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How to Plant and Cultivate Saffron Bulbs at Home

Rae gardens in the Pacific Northwest and has experience with cultivating moss in a variety of methods.

This is a saffron crocus blossom. By following this guide, learn how you can grow saffron too.

This is a saffron crocus blossom. By following this guide, learn how you can grow saffron too.

The Most Expensive Spice

I live in the U.S., and when I happen to mention that I'm growing my own saffron, most people are really surprised. There's something about the idea of spices that automatically transmits mental images of faraway places and really hot climates.

Or something like that.

However, in the Pacific Northwest of the U.S., it is completely possible to grow saffron. Yep, that saffron: the most expensive spice in the whole world.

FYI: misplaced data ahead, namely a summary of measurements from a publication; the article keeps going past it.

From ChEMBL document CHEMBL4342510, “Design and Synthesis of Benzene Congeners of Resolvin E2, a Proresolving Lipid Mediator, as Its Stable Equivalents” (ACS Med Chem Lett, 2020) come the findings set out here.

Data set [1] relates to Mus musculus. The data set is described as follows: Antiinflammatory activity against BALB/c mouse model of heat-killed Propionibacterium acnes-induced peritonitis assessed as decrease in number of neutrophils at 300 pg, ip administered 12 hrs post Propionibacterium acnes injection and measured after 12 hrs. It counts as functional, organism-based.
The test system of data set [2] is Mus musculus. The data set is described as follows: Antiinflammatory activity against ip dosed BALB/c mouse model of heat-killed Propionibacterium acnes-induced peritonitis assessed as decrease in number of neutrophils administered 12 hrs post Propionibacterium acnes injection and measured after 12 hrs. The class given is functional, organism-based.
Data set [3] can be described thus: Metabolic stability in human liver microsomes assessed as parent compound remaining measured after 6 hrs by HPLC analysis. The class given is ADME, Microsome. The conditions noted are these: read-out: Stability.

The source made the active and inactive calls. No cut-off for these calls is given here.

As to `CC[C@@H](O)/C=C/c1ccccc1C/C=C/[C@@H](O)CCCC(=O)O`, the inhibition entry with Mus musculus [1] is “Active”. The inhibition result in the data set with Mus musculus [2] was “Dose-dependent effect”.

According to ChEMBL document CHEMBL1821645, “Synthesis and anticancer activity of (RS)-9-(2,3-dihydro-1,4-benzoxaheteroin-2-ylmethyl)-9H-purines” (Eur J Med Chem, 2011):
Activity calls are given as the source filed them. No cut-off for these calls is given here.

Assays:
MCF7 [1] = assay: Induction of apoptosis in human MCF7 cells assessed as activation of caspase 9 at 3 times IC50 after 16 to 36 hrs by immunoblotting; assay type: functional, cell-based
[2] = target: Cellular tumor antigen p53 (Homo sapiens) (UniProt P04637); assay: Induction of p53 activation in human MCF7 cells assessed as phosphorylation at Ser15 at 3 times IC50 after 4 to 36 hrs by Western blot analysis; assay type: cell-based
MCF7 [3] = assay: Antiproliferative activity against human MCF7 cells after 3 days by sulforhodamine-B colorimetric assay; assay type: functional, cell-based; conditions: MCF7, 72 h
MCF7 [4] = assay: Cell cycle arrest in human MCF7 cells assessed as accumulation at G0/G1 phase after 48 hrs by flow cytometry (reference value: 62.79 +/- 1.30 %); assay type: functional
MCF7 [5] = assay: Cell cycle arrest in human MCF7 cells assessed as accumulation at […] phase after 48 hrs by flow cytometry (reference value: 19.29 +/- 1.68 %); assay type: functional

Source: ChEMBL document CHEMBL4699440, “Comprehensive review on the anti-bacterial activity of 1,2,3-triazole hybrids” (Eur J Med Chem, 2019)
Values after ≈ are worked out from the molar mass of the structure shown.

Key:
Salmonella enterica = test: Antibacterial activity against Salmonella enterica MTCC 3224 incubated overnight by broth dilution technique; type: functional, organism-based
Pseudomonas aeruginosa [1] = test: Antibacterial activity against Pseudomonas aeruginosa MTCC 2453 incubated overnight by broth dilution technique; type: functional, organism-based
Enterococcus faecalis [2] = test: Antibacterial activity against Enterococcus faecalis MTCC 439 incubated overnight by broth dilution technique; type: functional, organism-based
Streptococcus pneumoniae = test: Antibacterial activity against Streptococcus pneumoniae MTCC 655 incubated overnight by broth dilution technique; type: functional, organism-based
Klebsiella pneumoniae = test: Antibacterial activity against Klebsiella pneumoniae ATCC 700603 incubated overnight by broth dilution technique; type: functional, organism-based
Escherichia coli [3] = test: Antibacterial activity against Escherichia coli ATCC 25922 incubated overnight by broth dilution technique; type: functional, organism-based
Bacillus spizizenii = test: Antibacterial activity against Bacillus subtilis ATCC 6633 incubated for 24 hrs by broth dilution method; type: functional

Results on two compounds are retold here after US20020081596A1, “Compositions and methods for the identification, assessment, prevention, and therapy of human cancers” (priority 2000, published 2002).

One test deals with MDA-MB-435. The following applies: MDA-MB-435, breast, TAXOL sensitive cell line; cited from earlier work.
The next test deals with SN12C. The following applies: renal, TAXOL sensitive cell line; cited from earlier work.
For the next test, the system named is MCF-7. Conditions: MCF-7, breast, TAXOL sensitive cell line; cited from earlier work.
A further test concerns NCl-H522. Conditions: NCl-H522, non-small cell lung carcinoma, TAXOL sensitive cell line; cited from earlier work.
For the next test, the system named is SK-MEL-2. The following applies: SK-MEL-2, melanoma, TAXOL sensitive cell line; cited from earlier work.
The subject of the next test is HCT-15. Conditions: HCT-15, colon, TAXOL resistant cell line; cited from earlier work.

Advice for Fellow Gardeners

As a hobby gardener, it's neither difficult nor too expensive to give this a try, so if you are curious, please read on to see:

  • how I got started;
  • how to get a saffron bed ready;
  • what growing saffron is like; and
  • when and how to harvest it

And let's not forget a few comments on cooking and eating!

Getting Started: Know Your Saffron Crocus

You don't want to confuse the saffron crocus for other species—namely, because the other varietals can be poisonous if eaten. Saffron crocus is known by the Latin name Crocus sativa or Crocus sativus. It blooms in the fall, anywhere from late September to early November depending on your regional climate.

Should You Plant in a Container or the Garden?